However, the extravagance overflowing in director Alex Proyas's film can't cover up its lack of impressionable characters. It's so focused on overwhelming viewers with CGI -- for example, the opening scene, with the camera gliding from up above and along a winding river and down into a crowded alleyway teeming with shops -- that the plot takes a backseat.
Do viewers care if the film is about an arrogant and impetuous prince's journey to redemption, a journey that will allow him to maintain his father's legacy? Will viewers care that the exotic-looking Goddess of Love pines for the muscular prince's heart? Will viewers feel the love between a nimble pickpocket thief and his sweet-looking lover?
Proyas's heart is in the right place, but his reliance on SFX is his downfall.
The Gods in the title refers to gargantuan gods who can transform into whatever shape and size they want. On the day of the coronation for Horus (Nikolaj Coster-Waldau of Game of Thrones),
|He ain't heavy, he's my sidekick.|
Nikolaj Coster-Waldau shows off his treasured chest.
Bek is sceptical of gods whereas Zaya is a fan.
What was supposed to have been a lovely coronation is disrupted when Set (Gerard Butler) removes his nephew Horus's crystal-blue eyes and kills Horus's father.
The eyes give the wearer superhuman powers, but in the context of this film, they help Horus see his reason in life, own up to his mistakes and set him on the path to redemption.
Butler is well ... Butler. His megalomaniacal Set reminds me of his angry incarcerated character in Law Abiding Citizen (2009). He barks out orders all the time and, like all baddies, is focused on controlling the world and subjugating his subjects. His choleric behaviour sees him disposing of his wives without blinking. He's on the brink of controlling the world but he still can't have children.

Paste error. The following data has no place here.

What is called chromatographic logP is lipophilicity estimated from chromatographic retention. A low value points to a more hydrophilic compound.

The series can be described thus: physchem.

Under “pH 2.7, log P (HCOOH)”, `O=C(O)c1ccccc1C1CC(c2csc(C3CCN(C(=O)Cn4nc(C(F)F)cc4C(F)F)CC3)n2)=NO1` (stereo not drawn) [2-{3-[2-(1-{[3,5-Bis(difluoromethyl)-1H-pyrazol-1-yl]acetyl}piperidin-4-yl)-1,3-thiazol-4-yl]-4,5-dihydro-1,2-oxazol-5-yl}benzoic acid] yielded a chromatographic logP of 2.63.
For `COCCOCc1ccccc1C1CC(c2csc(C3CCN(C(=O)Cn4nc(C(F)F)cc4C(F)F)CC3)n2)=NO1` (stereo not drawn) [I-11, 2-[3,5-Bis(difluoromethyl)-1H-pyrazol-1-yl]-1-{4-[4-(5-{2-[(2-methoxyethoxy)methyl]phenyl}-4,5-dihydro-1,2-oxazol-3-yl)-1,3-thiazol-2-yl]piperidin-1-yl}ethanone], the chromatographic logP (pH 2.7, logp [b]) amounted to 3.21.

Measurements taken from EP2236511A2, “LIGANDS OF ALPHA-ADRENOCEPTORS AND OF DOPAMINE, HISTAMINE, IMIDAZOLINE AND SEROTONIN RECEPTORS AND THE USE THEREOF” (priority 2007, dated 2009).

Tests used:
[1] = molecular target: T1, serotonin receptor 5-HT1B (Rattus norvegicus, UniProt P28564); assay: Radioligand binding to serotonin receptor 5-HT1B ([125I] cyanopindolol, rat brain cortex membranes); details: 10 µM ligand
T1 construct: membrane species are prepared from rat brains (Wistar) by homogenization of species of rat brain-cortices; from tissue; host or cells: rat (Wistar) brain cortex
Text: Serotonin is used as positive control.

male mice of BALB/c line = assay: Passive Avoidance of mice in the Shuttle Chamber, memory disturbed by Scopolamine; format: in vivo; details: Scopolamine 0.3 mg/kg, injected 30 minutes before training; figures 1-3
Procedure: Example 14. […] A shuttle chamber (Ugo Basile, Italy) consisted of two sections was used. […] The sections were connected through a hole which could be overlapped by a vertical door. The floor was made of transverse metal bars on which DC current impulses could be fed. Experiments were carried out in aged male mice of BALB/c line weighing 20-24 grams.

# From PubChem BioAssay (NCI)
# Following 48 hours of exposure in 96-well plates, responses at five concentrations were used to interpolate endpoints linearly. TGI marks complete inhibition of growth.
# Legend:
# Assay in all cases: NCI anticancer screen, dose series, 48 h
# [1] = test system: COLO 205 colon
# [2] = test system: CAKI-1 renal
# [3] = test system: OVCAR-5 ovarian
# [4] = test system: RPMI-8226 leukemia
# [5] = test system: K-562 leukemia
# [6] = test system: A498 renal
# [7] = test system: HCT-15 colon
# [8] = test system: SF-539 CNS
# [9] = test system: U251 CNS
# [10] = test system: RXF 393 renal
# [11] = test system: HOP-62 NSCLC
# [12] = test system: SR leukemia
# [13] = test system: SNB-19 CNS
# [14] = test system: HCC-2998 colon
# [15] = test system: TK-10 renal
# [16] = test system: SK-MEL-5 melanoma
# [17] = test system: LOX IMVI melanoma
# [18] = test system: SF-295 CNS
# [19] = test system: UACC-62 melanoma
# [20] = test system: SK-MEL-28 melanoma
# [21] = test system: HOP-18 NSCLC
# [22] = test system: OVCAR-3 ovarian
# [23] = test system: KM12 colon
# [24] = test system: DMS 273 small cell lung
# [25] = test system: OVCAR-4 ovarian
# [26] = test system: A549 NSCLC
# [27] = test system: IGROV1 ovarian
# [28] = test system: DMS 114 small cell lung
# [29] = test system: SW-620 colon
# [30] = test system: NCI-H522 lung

Horus is initially blind and can't see any journey, but with his sidekick Bek, whom he ridicules mercilessly but whom he eventually comes to respect, he sets out on his adventure that will let him impose his own legacy.
Bek helps Horus to achieve both his eyes so that the latter can help him do the impossible, but the latter is like a salesman, promising everything but not sure whether he can fulfil them.
|Elodie Yung is a sight to behold.|
Ra says that Egypt must not fall into chaos, which could refer to the situation in modern-day Egypt, which is the pits due to the rein of President General Abel Fattah el-Sissi. Sissi ousted his predecessor Mohammed Morsi, the first "pharaoh" the nation has ever voted for.
Ra says: "The uncertainty of the destiny is not my will." He's a proponent of stability and certainty, but motivational author Anthony Robbins would say: "It is in the realm of uncertainty that your passion is found."
Horus's lover is Hathor, the Goddess of Love (Cambodian-French actress Elodie Young), who can enter the Afterlife untouched by demons. She's hoping for something more concrete from the future king.
The Afterlife is such a big thing for these Egyptians. Horus's father (Bryan Brown) says that his legacy to his people is that a poor man and a rich man will be judged equally at the gates leading into the Afterlife. He's a guy who appreciates what the rich and poor present to the gods.
|He's got her covered.|
2½ out of 5 stars
|La belle Elodie Yung.|